A small group of creatives who have left their top posts at big agencies to pursue other ventures kicked off the second day of Creative Week panels at Dumbo's Galapagos Art Space with a discussion of the traditional ad industry—as seen from the rearview mirror.
Jae Goodman, formerly an executive creative director at Publicis & Hal Riney and now creative director at CAA Marketing, dismissed the notion that it's size that's keeping lumbering network shops from being nimble in a new marketplace. "The ad agencies are big, but really what they're fighting against is institutional knowledge," he said. Along with media companies, they make up part of what he describes as an "ecosystem" with a vested interest in the traditional way of doing business—and not necessarily eager to change. "You have essentially a $100 billion cartel built up" in those institutions, Goodman said. That doesn't necessarily mean that they're effective. "I don't mean to demonize the institutions, but they no longer have the ability, despite their might...to affect popular culture," said Goodman. "[They have] too much momentum moving in the wrong direction."
It's not necessarily an issue of talent either, Goodman suggested, invoking the case of McCann Erickson, Interpublic Group's largest agency network, and Linus Karlsson, the chief creative officer it poached from independent Mother in 2010. "Linus Karlsson is arguably the best creative mind of his time," said Goodman. "He's sitting in this institution; I don't know that there's a sledgehammer big enough for him to break that up." He added, "What he was doing at Mother was a sledgehammer...I don't understand why he made that move. "
Speaking on a panel titled "Creative Renegades," Goodman was joined by three former agency leaders who have since launched their own shops: Gerry Graf, who was the chief creative officer at Saatchi & Saatchi New York before peeling off to launch startup agency BFG 9000 in 2010; Ty Montague, who was chief creative officer for North America at JWT before launching also in 2010 brand consultancy co: collective (with fellow JWT alum Rosemarie Ryan); and Colleen DeCourcy, who launched Havas-owned social media shop Socialistic last year after leaving her post as global chief digital officer at TBWA\Chiat\Day in 2010.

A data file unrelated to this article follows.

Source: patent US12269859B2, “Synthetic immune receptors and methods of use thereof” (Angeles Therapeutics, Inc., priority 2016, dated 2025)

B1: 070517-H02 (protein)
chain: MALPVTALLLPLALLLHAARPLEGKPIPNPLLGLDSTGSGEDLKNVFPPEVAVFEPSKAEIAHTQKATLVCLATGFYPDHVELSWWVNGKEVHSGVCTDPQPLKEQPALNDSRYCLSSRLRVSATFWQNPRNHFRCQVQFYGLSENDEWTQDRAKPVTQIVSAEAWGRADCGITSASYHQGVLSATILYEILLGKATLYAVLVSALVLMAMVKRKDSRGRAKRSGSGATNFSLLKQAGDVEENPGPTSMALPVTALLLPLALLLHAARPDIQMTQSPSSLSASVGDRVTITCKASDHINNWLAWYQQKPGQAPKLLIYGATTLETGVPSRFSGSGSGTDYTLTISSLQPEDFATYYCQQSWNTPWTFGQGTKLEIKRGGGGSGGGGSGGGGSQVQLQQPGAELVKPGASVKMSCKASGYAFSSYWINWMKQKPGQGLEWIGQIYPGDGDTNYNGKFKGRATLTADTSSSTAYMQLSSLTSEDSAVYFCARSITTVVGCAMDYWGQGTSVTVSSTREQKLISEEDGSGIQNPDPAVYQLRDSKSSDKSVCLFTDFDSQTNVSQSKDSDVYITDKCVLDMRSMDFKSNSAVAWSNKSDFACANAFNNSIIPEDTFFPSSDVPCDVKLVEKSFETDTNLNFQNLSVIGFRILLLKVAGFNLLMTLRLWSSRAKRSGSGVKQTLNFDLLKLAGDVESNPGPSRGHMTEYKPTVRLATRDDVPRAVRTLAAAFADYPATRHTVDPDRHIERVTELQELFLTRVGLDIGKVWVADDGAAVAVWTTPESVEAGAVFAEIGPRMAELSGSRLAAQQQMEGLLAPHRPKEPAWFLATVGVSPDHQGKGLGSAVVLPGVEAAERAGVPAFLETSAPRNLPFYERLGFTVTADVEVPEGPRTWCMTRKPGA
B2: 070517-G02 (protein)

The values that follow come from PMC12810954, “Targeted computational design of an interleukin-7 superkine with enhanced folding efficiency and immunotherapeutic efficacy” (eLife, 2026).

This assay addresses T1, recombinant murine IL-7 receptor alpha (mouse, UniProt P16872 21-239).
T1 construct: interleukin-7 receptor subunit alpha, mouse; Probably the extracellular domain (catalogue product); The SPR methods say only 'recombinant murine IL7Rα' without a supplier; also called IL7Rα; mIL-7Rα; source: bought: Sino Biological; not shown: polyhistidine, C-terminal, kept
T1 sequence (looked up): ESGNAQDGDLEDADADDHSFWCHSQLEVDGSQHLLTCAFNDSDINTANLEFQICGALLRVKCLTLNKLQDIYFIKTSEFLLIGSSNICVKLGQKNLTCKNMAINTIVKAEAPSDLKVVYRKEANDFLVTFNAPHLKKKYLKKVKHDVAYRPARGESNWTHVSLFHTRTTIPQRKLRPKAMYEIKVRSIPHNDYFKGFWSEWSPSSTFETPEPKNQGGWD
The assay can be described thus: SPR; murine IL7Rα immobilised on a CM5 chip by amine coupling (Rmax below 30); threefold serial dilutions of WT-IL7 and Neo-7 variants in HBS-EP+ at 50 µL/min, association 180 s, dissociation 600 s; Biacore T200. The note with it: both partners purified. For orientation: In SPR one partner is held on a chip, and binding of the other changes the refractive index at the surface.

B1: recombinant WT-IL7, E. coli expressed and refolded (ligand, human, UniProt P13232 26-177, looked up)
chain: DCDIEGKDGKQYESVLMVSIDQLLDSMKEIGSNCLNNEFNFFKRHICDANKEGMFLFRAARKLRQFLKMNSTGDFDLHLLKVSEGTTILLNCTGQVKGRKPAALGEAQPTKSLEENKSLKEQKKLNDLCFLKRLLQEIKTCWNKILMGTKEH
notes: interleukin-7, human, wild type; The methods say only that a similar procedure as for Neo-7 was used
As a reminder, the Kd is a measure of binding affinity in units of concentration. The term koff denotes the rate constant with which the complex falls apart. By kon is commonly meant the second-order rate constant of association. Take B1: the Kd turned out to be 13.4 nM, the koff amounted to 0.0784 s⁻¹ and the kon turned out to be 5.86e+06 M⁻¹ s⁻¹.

Montague recalled his motivation for striking out on his own—frustration at his inability to improve the products he was supposed to be helping sell. "It felt like we were inserting story and story thinking way too late to really have an effect in the world," he said. "So [my co-founders and I] wanted to try and create a company that structurally allowed us to get [involved] earlier." Montague cited the time those types of strategic engagements take to complete as an explanation for why the collective hasn't yet released much work but did plug the collaborative workspace the agency launched last year.
Graf, for his part, isn't exactly trying to reinvent the ad industry with his startup agency, BFG 9000. It's the "Fantastic Mr. Fox business model," he said. "I'm going to run around and steal other people's chickens." The oft-decried ad clutter, meanwhile, doesn't bother him much—he sees it as an opportunity. "It's fantastic that there are a million ways to communicate because you need to have an idea that first breaks through—that people will be a part of—and then, when you have peoples' time, that communicates something about what you're selling," Graf said.
Asked by moderator and Daily Beast writer Nick Summers how she convinces clients to take a risk on social media, given the format's potential for getting hijacked by consumers—DeCourcy punted. "I don't think that what we do involves corporate communications or transparency about products," she said. "I don't really equate advertising with the management of what people are saying about your product."
As for whether there's a boys club in advertising, DeCourcy said she didn't think one sat in the creative department—but also suggested that she might not be best to know. "I have a slightly different experience because I was a digital person and a creative and a female," DeCourcy said. "So whichever way I went, I was either being pushed too fast in a direction because you needed that or I was such an odd man out that I didn't know where to grab on....I've also never not had opportunities."